500th anniversary of Luther’s 95 Theses
When Martin Luther wrote his 95 Theses, he was hoping to get people talking about the sale of indulgences – promises of escape from punishment for sin in exchange for money – which he believed were a corrupt practice. Instead the publication of the Theses marked the start of the Protestant Reformation, which saw large numbers of Christians split away from the Roman Catholic church to form Protestant churches.
The Protestant Reformation is considered to have begun on October 31, 1517, when Martin Luther nailed his 95 Theses to the church door in Wittenburg, Germany, which makes October 31 of this year, 2017, the 500th anniversary.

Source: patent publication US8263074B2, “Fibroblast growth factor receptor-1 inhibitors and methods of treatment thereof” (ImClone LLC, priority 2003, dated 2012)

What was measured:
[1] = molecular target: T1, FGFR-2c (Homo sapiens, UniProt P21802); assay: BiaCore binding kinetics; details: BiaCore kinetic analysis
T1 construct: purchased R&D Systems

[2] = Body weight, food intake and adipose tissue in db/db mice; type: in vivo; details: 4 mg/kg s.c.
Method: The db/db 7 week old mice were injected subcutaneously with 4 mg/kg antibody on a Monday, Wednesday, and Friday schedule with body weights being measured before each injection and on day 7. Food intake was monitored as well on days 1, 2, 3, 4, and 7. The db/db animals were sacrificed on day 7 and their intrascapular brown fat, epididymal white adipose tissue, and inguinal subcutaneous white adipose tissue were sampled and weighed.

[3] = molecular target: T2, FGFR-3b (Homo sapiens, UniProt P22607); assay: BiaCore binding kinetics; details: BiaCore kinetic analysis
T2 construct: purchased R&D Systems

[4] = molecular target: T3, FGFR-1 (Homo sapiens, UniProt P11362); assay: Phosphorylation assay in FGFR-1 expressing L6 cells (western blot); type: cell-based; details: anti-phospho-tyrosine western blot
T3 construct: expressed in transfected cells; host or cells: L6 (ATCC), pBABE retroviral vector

Teachings that infuse the modern church
Martin Luther went on to call for other reforms to the church of his day, and many of these infuse the beliefs of our modern church. For example:
- Christians must look to the scriptures, rather than to priests, for the definitive source of Christian doctrines.
- Ordinary people should be able to read their Bibles, hence the Bible should be available in the language of the people.
- People gain entry into heaven through God’s grace alone. Doing good works cannot grant you entry into heaven.
Here at St. John’s, we will mark the 500th anniversary of the start of the Reformation during the Sunday services on October 29 with reflections by the clergy on the legacy of Martin Luther and the Protestant Reformation.